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Re: Pratchey was a slave not anyones wife
Posted by: Bellinda Barnett (ID *****7794) Date: March 20, 2009 at 10:00:17
In Reply to: Re: Pratchey was a slave not anyones wife by Ace Maupin of 986

I'm not meaning to start any 'dust up' here and don't have enough information about Richard PEARIS' will which stated that Patchey was a slave; however, that does not in any way preclude her from having been his mistress and bearing him children which is somewhat substantiated with strong circumstantial evidence which is sometimes all that there is to go by regarding Native American lineage.

Cherroekees, Tomatly Town, 22d July, 1754 found in:
The Colonial Records of South Carolina: South Carolina Indian Affairs Documents, 1754 – 1757, pages 15 - 20, contain a letter from Ludovic Grant to Governor Glen.

Grant says: “This Summer one of the Virginia Traders, Paris by Name, whom I have before mentioned with a young Man Paris, his Hireling, a Nogroe Man, and John Hatton’s Sister, half breed, had almost been killed in the Great Terequa Path from Canoste.”

To begin with, the majority of the Cherokee and Choctaw that I have researched are known by more than one name and more than one spelling of those names.

P(r)a/e(t)ch(e)y HATTON was the daughter of:

Pre/a(t)ch(e)y HATTON, (possibly aka Sallie BENGE, as she is mentioned periodically, as she probably was previously married to a descendant of John "Trader" BENGE, my husband's 7th great grandfather, who was married to/in relationship with two wives at the same time, Elizabeth LEWIS, (the 'white' wife from Virginia and Wurteh, the Cherokee wife who was a MOYTOY descendant and the former wife/companion of Nathaniel GIST/GUESS/GUICE and they were parents of George "Sequoyah" GIST/GUESS/GUICE, whose family also married into the family of Cherokee Chief John BOWLES, Sr. of North Carolina and later Texas,) born: 1734 in Cherokee Nation East, died: 1770, (1/2 Cherokee sister of brother named John HATTON who was married to a 1/2 Choctaw woman, Rhoda PITCHLYNNS,) and Pr(e)a(t)ch(e)y was the daughter of:

Ah-nee-wa-kee, born: abt. 1710 or 1726 in Cherokee Nation East, died in 1742 in Union, South Carolina, whom is believed to have possibly married/been in relationship with John HATTON, Christian PRI(E)BER, and Cornelius DOUGHERTY.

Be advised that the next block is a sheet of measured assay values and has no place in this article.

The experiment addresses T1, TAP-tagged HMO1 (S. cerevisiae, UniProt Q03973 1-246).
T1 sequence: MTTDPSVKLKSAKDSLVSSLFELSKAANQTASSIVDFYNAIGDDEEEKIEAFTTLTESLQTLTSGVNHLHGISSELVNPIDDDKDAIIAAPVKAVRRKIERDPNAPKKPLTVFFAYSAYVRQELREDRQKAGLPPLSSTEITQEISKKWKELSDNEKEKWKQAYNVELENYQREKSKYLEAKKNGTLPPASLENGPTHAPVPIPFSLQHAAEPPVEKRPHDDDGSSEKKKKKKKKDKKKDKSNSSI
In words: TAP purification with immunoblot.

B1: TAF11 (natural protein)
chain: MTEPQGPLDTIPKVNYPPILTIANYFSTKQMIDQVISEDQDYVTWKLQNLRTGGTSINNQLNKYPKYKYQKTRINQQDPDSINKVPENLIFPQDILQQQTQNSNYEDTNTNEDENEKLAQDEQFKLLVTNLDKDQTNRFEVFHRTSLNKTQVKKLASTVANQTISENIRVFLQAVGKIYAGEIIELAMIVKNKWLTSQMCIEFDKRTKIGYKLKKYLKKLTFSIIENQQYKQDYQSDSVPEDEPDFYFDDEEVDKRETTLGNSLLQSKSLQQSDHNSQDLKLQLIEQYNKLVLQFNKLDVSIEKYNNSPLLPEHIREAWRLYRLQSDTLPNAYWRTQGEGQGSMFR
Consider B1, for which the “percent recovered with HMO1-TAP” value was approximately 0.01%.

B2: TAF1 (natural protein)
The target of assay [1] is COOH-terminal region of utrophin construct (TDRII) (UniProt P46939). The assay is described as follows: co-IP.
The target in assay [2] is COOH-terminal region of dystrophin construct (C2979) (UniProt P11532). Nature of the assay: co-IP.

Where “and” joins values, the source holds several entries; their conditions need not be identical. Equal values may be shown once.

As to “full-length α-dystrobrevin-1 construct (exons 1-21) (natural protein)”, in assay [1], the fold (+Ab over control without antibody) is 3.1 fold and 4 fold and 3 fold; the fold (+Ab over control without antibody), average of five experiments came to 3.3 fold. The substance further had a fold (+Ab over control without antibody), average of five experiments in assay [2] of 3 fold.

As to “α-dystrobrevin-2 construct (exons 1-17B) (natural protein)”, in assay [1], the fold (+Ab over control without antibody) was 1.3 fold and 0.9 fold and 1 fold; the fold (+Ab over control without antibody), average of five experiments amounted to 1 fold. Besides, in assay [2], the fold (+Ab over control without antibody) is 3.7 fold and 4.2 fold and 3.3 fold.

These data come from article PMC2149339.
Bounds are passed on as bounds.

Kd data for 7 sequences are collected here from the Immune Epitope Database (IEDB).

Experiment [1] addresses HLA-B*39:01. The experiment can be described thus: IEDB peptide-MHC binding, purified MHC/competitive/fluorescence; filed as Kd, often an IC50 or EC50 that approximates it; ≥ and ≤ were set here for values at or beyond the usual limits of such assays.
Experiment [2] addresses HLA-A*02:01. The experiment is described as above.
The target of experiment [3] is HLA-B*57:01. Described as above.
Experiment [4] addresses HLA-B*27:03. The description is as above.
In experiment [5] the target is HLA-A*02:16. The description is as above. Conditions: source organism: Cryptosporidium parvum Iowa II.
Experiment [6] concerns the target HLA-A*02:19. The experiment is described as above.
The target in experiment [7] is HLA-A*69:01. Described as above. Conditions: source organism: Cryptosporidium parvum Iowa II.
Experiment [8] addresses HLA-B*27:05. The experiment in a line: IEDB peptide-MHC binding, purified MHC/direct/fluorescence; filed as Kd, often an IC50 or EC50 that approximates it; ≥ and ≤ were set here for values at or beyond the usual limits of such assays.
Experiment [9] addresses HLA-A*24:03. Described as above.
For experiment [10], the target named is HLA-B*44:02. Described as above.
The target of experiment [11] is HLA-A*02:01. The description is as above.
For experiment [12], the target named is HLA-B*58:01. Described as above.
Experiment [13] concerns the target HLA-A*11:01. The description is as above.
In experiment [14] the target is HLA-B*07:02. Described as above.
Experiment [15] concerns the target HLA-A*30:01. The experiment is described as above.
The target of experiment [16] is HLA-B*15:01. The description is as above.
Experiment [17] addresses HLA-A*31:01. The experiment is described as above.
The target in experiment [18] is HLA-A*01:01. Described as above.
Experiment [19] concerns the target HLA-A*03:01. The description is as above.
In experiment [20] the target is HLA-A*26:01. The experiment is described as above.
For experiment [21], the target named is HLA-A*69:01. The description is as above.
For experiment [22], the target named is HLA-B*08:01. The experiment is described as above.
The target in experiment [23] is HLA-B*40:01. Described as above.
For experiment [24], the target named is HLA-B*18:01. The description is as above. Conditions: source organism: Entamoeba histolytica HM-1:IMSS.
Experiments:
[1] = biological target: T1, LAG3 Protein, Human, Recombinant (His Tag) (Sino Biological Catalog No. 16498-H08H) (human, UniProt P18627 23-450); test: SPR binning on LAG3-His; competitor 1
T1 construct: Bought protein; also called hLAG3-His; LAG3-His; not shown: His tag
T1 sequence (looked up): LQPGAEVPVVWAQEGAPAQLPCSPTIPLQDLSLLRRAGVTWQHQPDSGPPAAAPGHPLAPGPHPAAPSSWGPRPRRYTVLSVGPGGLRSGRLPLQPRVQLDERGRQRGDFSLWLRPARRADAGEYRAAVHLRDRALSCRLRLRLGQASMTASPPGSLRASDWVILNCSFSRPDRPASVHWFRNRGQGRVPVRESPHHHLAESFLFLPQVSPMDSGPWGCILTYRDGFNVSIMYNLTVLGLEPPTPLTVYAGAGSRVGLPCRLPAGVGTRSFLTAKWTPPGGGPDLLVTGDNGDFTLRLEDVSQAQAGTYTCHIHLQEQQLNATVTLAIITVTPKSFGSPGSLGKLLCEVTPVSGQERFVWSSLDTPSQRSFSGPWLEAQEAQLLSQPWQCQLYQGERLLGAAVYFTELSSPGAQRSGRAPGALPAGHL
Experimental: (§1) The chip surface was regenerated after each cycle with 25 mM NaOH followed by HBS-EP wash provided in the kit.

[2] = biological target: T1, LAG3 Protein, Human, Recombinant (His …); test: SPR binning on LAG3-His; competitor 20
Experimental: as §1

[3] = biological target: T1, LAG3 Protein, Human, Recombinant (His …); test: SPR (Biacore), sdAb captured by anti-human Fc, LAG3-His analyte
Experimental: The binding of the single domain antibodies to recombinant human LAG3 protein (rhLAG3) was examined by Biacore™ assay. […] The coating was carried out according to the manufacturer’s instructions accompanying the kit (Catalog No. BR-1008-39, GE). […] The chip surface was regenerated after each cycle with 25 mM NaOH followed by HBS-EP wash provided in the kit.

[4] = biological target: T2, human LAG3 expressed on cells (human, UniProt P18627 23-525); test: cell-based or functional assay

Ah-nee-wa-kee/Cherokee Woman Ani Wi was the daughter of:

Chief Moytoy II (Amadohiyi)/The Pi(d)geon MOYTOY, (father,) born: 1687 in Tellico, Crockett, Tennessee, died: 1741 in Cherokee Nation East, Tennessee, and An-ni-ga-wi, (mother,) born: 1686.

Chief Moytoy II (Amadohiyi)/The Pi(d)geon MOYTOY was the son of:

Amatoya MOYTOY, (father,) born: 1640 in Chota, Crockett, Tennessee, and Quatsi/Quatsy of (Wolf Clan) Tellico, born: 1650 in Tellico, Crockett, Tennessee.

Regarding John HATTON & Cornelius DAUGHERTY/DOUGHTERY/etc.

Traders in Some Southeast Indian Nations
1750 ~ 1754

Licensed Traders to the Cherokee from Carolina

James Adair The Augusta Company
James Baldridg
Charles Banks
William Bates
James and Thomas Beamer
Samuel Benn
Robert Bunning
John Butler
Cornelius Daugherty
Anthony Dean
David Dowey
John Downing
John Elliott
Robert Emory
Robert Goudy
Ludow/vick Grant
----- Haines
John Hatton (Pratchey Hatton's trader father)
John Hook
Bernard Hughs
Bob and John Kelly
Anthony L'Antignac
John McCord
David McDaniel
David McDonald
William McDowel
James Mackie
William McTeer
James Maxwell
James May
Daniel Murphy
Joseph Oliver
Bryan Sallamon
Abraham Smith
Richard Smith
John Williams

Keowee/Keowee, possibly meaning mulberry grove place, was thename for two lower Cherokee villages. The rnost important villageby this name was situated near lhe Keowee River in OconeeCounty, across the river from Fort Prince George. The olhervillage by this name, called New Keowee, was west of Fort PrinceGeorge in Pickens County.Keowee was first written about by white men in the year 1717,when a branding iron was sent lo a lrader settled at KeyhoweeTown. The Board of Trade sent a letter to Captain John Hatton,who was stationed at Keyhowee, reporting that they hadreceived 900 skins and twenty-one Indians slaves. CaptainHatton was assigned to the Tugaloo Post, and John Chester wasto replace Hatton at Keowee. Later, the Board sent Mr. Sharpratherlhan Mr. Chesterto Keowee.On a census taken in 1721, Kewokee had 168 men, 155women, and 137 children for a totalol460 Indians.Colonel George Chicken stated in his journal ot 1725, that hevisited Keewohee. He said, "King Crow and the head men wereout of Town at their Plantations. Returned after being informedof my arrival. They placed me in a Great Chair in the most PublickPlace in the Town and set down by me fanning me with EaglesFeathers. Fired a volley over my head and led me into JosephCooper's house. . . . Presented me with fowl and venison. . . ."15

Bellinda Myrick-Barnett

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